The "Big One" could devastate the American Northwest any day...
A few years ago, a Pulitzer Prize-winning cover story in the New Yorker magazine showed how vulnerable the coast is to a massive earthquake.
It predicted the biggest-ever American natural disaster... decimating Seattle and Tacoma, Washington, Portland, Oregon, and surrounding cities... followed by a major tsunami. Estimates suggest a million people will be displaced, with tens of thousands injured and killed.
The area is woefully underprepared for a disaster of this magnitude. It's better to have more frequent earthquakes than a Big One less often...
Take the better-known San Andreas Fault, which runs 800 miles up the California coast. It blasts California with major earthquakes every few decades or so. The 1906 and 1957 San Francisco quakes, the 1989 Loma Prieta quake, and the 2004 Parkfield quake are some of the more recent notable ones.
These quakes do damage – averaging between 6.0 and 7.0 on the Richter scale – but buildings in the affected areas are designed to handle it. More important, each time one of these quakes triggers, it releases the pressure created by the shifting tectonic plates under the Earth's surface. That prevents future quakes from getting bigger and more destructive.
But that's not what's happening further north in Washington...
The Cascadia Subduction Zone runs up the coast of the Pacific Northwest from Cape Mendocino in California, to Vancouver Island, British Columbia. Two plates are pushing against each other there. But the area goes a long time between quakes... The average is 243 years. It's been 315 years since the last quake.
Scientists fear that if this plate snaps into position, it could unleash a monster quake. From the New Yorker...
The magnitude of the resulting quake will be somewhere between 8.0 and 8.6. That's the big one. If the entire zone gives way at once, an event that seismologists call a full-margin rupture, the magnitude will be somewhere between 8.7 and 9.2. That's the very big one.
Remember, the Richter scale is logarithmic. A 7.0 is 10 times as violent as a 6.0, and an 8.0 is 10 times greater than a 7.0. So if a 9.2 gets triggered, it would be 25 times greater than the 7.8 "Great Quake" of 1906 that destroyed 80% of San Francisco and caused thousands of deaths.
This theme of "resetting" a problem before it gets too big is common in nature...
Forest fires used to regularly clear out underbrush. Now that humans intervene to prevent fires, the brush builds up to an unnatural level. When a fire sparks, it's larger and more destructive.
As investors, we can often take lessons from the natural world. The market follows the natural order of human emotions and reactions.
For far too long, the "fault lines" of the market haven't released pressure. When it finally happens, we expect the quake will be big.
The market marches on. More unusual, the CBOE Volatility Index ("VIX") has drifted ever downward to historic lows.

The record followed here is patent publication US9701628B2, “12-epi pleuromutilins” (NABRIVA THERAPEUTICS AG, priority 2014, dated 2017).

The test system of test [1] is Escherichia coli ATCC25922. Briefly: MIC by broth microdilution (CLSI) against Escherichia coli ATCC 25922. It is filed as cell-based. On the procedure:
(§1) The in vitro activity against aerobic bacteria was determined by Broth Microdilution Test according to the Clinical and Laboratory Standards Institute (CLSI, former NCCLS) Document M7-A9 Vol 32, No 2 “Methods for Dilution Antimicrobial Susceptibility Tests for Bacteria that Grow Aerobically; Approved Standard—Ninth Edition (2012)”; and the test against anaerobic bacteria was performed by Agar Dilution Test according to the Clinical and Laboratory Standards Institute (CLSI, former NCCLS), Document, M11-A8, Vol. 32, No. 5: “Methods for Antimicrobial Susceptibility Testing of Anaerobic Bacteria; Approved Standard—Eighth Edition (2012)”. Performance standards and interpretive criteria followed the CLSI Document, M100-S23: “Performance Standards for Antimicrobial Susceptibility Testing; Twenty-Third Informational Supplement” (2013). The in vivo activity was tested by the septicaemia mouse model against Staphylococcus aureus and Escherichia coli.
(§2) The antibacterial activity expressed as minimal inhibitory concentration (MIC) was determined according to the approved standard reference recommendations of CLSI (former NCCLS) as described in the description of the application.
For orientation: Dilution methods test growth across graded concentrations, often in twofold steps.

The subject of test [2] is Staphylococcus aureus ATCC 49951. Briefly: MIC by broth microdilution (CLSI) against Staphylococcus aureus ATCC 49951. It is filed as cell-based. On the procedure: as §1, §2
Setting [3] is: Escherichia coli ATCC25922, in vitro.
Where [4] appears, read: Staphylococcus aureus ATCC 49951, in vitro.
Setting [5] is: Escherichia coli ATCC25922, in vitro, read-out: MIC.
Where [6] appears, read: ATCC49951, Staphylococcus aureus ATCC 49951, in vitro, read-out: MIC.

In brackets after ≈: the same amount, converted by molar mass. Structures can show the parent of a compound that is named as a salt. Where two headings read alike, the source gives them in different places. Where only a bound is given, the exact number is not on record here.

This is a sign that investors have no fear of a correction. They are complacent.
Note that low VIX levels don't predict a crash. The VIX can go low and stay low for a long time. Indeed, we're bullish overall for the market over the next year or so. Corporate profits have been rising, and for the first time in a long time that's thanks to growing sales, not just cutting costs.
But market dips and corrections happen with regularity. And the heightened market valuation and investor complacency means the next correction will be sharp and swift.
When complacent investors get jerked awake, they panic even more.
Mohamed El-Erian, co-chief investment officer of PIMCO and chief economic adviser at insurance giant Allianz, uses another analogy:
The smoother the road, the faster people are likely to drive. The faster they drive, the more excited they are about getting to their destination in good, if not record time; but, also, the greater the risk of an accident that could also harm other drivers, including those driving slower and more carefully.
We'd much prefer to be the investors driving more carefully... And we need to protect against an accident. Here's how...
Whether it's an earthquake or a car crash, we can't predict exactly when it will happen. However, we know that the longer it takes or the faster you drive, the consequences get more extreme.
In Income Intelligence, we found a "safe haven" asset that not only can dodge a correction, but also benefit from this historical market anomaly. It's an investment that will surge when investors get scared... And we can get paid to wait for a correction to come.
To find out what this safe-haven asset is, you'll need a subscription to my income-building newsletter, Income Intelligence. Click here to get started today.
What We're Reading...
- Is there any fear in the market?
- Something different: The worst earthquake in U.S. history wasn't in California...
Here's to our health, wealth, and a great retirement,
Dr. David Eifrig and the Retirement Millionaire Daily Research Team
August 9, 2017